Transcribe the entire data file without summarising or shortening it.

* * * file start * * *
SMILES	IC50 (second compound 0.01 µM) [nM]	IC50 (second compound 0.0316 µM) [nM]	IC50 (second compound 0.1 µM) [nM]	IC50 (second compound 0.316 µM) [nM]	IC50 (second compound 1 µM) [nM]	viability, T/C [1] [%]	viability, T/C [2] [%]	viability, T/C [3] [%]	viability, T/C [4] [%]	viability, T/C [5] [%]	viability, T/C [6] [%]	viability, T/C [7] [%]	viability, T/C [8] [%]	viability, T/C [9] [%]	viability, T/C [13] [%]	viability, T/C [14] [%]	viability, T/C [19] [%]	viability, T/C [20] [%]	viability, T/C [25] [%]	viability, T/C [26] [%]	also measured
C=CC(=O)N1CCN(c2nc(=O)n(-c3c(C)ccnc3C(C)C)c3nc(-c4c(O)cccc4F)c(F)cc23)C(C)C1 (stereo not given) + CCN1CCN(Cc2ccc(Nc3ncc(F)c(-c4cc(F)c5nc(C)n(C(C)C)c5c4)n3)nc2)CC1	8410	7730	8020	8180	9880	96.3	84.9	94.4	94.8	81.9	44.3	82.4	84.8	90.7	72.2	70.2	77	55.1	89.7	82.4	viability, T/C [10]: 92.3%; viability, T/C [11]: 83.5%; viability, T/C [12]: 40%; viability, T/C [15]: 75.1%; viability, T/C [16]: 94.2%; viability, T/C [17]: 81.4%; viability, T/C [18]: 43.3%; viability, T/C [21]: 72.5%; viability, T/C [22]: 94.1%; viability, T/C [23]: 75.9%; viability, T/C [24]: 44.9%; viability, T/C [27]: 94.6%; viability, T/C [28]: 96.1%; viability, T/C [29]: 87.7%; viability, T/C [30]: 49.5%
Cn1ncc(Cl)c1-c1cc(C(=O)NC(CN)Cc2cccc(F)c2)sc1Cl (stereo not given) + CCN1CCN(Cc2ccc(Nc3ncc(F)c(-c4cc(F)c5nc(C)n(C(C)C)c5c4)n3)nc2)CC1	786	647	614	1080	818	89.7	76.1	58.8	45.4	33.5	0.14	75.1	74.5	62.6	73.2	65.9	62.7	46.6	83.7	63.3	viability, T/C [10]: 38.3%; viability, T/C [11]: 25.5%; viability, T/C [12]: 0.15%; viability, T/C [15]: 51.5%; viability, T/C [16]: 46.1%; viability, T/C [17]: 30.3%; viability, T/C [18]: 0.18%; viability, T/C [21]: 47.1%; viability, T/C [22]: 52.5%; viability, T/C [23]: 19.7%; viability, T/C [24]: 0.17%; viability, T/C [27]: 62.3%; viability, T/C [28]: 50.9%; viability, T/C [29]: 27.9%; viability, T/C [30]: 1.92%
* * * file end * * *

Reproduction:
SMILES	IC50 (second compound 0.01 µM) [nM]	IC50 (second compound 0.0316 µM) [nM]	IC50 (second compound 0.1 µM) [nM]	IC50 (second compound 0.316 µM) [nM]	IC50 (second compound 1 µM) [nM]	viability, T/C [1] [%]	viability, T/C [2] [%]	viability, T/C [3] [%]	viability, T/C [4] [%]	viability, T/C [5] [%]	viability, T/C [6] [%]	viability, T/C [7] [%]	viability, T/C [8] [%]	viability, T/C [9] [%]	viability, T/C [13] [%]	viability, T/C [14] [%]	viability, T/C [19] [%]	viability, T/C [20] [%]	viability, T/C [25] [%]	viability, T/C [26] [%]	also measured
C=CC(=O)N1CCN(c2nc(=O)n(-c3c(C)ccnc3C(C)C)c3nc(-c4c(O)cccc4F)c(F)cc23)C(C)C1 (stereo not given) + CCN1CCN(Cc2ccc(Nc3ncc(F)c(-c4cc(F)c5nc(C)n(C(C)C)c5c4)n3)nc2)CC1	8410	7730	8020	8180	9880	96.3	84.9	94.4	94.8	81.9	44.3	82.4	84.8	90.7	72.2	70.2	77	55.1	89.7	82.4	viability, T/C [10]: 92.3%; viability, T/C [11]: 83.5%; viability, T/C [12]: 40%; viability, T/C [15]: 75.1%; viability, T/C [16]: 94.2%; viability, T/C [17]: 81.4%; viability, T/C [18]: 43.3%; viability, T/C [21]: 72.5%; viability, T/C [22]: 94.1%; viability, T/C [23]: 75.9%; viability, T/C [24]: 44.9%; viability, T/C [27]: 94.6%; viability, T/C [28]: 96.1%; viability, T/C [29]: 87.7%; viability, T/C [30]: 49.5%
Cn1ncc(Cl)c1-c1cc(C(=O)NC(CN)Cc2cccc(F)c2)sc1Cl (stereo not given) + CCN1CCN(Cc2ccc(Nc3ncc(F)c(-c4cc(F)c5nc(C)n(C(C)C)c5c4)n3)nc2)CC1	786	647	614	1080	818	89.7	76.1	58.8	45.4	33.5	0.14	75.1	74.5	62.6	73.2	65.9	62.7	46.6	83.7	63.3	viability, T/C [10]: 38.3%; viability, T/C [11]: 25.5%; viability, T/C [12]: 0.15%; viability, T/C [15]: 51.5%; viability, T/C [16]: 46.1%; viability, T/C [17]: 30.3%; viability, T/C [18]: 0.18%; viability, T/C [21]: 47.1%; viability, T/C [22]: 52.5%; viability, T/C [23]: 19.7%; viability, T/C [24]: 0.17%; viability, T/C [27]: 62.3%; viability, T/C [28]: 50.9%; viability, T/C [29]: 27.9%; viability, T/C [30]: 1.92%